This document describes the current stable version of Celery (5.4). For development docs, go here.

What’s new in Celery 5.4 (Opalescent)


Tomer Nosrati (tomer.nosrati at

Celery is a simple, flexible, and reliable distributed programming framework to process vast amounts of messages, while providing operations with the tools required to maintain a distributed system with python.

It’s a task queue with focus on real-time processing, while also supporting task scheduling.

Celery has a large and diverse community of users and contributors, you should come join us on IRC or our mailing-list.


Following the problems with Freenode, we migrated our IRC channel to Libera Chat as most projects did. You can also join us using Gitter.

We’re sometimes there to answer questions. We welcome you to join.

To read more about Celery you should go read the introduction.

While this version is mostly backward compatible with previous versions it’s important that you read the following section as this release is a new major version.

This version is officially supported on CPython 3.8, 3.9 & 3.10 and is also supported on PyPy3.8+.



This release contains fixes for many long standing bugs & stability issues. We encourage our users to upgrade to this release as soon as possible.

The 5.4.0 release is a new feature release for Celery.

Releases in the 5.x series are codenamed after songs of Jon Hopkins. This release has been codenamed Opalescent.

From now on we only support Python 3.8 and above. We will maintain compatibility with Python 3.8 until it’s EOL in 2024.

— Tomer Nosrati

Long Term Support Policy

We no longer support Celery 4.x as we don’t have the resources to do so. If you’d like to help us, all contributions are welcome.

Celery 5.x is not an LTS release. We will support it until the release of Celery 6.x.

We’re in the process of defining our Long Term Support policy. Watch the next “What’s New” document for updates.

Wall of Contributors


This wall was automatically generated from git history, so sadly it doesn’t not include the people who help with more important things like answering mailing-list questions.

Upgrading from Celery 4.x

Step 1: Adjust your command line invocation

Celery 5.0 introduces a new CLI implementation which isn’t completely backwards compatible.

The global options can no longer be positioned after the sub-command. Instead, they must be positioned as an option for the celery command like so:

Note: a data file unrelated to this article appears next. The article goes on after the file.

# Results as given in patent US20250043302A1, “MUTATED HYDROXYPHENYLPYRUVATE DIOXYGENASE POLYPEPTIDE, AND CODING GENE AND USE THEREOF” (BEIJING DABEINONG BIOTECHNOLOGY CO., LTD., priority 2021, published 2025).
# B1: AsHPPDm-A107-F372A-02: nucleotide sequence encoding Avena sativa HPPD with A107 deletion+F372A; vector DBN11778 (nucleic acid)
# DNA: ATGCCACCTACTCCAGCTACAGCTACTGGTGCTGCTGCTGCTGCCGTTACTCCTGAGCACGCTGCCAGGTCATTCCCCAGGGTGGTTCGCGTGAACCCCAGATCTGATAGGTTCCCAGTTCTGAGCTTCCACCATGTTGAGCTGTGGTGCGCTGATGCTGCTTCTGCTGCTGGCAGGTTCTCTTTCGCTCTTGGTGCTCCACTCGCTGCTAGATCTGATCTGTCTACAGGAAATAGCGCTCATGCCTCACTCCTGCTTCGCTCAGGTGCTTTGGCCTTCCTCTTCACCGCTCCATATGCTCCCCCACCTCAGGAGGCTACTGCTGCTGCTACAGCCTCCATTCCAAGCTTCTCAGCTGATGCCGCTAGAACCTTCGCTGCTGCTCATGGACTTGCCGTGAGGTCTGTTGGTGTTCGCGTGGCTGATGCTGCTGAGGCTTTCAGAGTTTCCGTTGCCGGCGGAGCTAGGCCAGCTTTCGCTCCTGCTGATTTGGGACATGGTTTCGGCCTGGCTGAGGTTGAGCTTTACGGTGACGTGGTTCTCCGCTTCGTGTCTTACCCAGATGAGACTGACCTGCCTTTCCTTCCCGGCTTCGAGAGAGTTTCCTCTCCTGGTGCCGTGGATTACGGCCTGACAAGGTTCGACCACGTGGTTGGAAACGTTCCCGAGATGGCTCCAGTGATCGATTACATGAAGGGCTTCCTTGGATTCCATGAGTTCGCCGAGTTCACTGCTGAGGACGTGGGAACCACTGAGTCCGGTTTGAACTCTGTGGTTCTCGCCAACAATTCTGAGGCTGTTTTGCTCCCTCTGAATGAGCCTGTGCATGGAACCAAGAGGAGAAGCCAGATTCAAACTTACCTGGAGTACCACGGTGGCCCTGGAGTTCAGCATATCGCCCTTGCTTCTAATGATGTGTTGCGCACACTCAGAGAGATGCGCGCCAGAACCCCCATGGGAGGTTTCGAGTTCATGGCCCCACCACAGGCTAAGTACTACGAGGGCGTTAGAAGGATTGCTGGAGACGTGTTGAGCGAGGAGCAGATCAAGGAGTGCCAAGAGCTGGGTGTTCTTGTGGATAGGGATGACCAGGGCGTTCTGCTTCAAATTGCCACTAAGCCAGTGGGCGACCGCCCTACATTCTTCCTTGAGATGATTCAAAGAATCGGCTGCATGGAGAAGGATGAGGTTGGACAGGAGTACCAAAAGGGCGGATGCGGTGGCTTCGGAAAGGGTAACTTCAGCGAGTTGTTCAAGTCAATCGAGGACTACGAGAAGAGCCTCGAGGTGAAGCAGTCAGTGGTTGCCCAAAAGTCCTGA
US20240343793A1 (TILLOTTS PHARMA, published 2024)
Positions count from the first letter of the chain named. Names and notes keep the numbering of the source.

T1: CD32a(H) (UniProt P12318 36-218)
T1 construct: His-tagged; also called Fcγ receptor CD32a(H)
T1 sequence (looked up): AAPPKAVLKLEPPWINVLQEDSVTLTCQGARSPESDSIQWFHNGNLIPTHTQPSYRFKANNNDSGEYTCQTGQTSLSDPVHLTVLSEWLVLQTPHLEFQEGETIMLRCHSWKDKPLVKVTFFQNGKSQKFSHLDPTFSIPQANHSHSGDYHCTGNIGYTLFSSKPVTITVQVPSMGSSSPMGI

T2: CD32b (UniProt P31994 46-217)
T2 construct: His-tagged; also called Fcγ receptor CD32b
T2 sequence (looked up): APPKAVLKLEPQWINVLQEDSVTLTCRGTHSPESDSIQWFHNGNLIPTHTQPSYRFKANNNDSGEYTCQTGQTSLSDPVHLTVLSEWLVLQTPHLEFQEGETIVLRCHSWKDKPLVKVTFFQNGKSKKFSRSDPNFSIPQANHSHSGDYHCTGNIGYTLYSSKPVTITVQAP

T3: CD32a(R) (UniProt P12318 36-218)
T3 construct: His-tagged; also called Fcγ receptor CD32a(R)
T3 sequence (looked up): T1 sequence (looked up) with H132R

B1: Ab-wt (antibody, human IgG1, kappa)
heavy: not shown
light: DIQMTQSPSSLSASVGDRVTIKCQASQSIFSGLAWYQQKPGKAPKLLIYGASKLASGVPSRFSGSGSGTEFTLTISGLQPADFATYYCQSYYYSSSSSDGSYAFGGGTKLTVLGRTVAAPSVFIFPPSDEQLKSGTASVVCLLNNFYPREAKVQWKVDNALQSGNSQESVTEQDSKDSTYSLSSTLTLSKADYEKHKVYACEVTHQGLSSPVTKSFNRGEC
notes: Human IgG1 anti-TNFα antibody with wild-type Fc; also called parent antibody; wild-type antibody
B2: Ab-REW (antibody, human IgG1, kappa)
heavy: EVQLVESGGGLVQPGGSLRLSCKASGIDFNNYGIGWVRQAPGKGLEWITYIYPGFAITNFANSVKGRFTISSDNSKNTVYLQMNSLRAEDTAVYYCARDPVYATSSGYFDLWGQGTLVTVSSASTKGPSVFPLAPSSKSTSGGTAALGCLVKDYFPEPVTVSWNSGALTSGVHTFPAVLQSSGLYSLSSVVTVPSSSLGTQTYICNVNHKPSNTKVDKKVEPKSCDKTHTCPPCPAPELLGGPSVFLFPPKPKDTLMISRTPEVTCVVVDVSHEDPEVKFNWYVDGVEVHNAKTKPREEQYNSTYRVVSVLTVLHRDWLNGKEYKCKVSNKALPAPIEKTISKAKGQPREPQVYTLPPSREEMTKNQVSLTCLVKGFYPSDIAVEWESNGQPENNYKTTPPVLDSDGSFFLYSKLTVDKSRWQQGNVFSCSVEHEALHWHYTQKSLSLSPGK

celery --app worker

If you were using our Daemonization guide to deploy Celery in production, you should revisit it for updates.

Step 2: Update your configuration with the new setting names

If you haven’t already updated your configuration when you migrated to Celery 4.0, please do so now.

We elected to extend the deprecation period until 6.0 since we did not loudly warn about using these deprecated settings.

Please refer to the migration guide for instructions.

Step 3: Read the important notes in this document

Make sure you are not affected by any of the important upgrade notes mentioned in the following section.

You should verify that none of the breaking changes in the CLI do not affect you. Please refer to New Command Line Interface for details.

Step 4: Migrate your code to Python 3

Celery 5.x only supports Python 3. Therefore, you must ensure your code is compatible with Python 3.

If you haven’t ported your code to Python 3, you must do so before upgrading.

You can use tools like 2to3 and pyupgrade to assist you with this effort.

After the migration is done, run your test suite with Celery 4 to ensure nothing has been broken.

Step 5: Upgrade to Celery 5.4

At this point you can upgrade your workers and clients with the new version.

Important Notes

Supported Python Versions

The supported Python versions are:

  • CPython 3.8

  • CPython 3.9

  • CPython 3.10

  • PyPy3.8 7.3.11 (pypy3)

Experimental support

Celery supports these Python versions provisionally as they are not production ready yet:

  • CPython 3.11

Quality Improvements and Stability Enhancements

Celery 5.4 focuses on elevating the overall quality and stability of the project. We have dedicated significant efforts to address various bugs, enhance performance, and make improvements based on valuable user feedback.

Better Compatibility and Upgrade Confidence

Our goal with Celery 5.4 is to instill confidence in users who are currently using Celery 4 or older versions. We want to assure you that upgrading to Celery 5.4 will provide a more robust and reliable experience.

Dropped support for Python 3.7

Celery now requires Python 3.8 and above.

Python 3.7 will reach EOL in June, 2023. In order to focus our efforts we have dropped support for Python 3.6 in this version.

If you still require to run Celery using Python 3.7 you can still use Celery 5.2. However we encourage you to upgrade to a supported Python version since no further security patches will be applied for Python 3.7 after the 23th of June, 2023.


Starting from v5.4.0, the minimum required version is Kombu 5.3.


redis-py 4.5.x is the new minimum required version.


SQLAlchemy 1.4.x & 2.0.x is now supported in celery v5.4


Minimum required version is now 4.1.0

Deprecate pytz and use zoneinfo

A switch have been made to zoneinfo for handling timezone data instead of pytz.


Minimum django version is bumped to v2.2.28. Also added –skip-checks flag to bypass django core checks.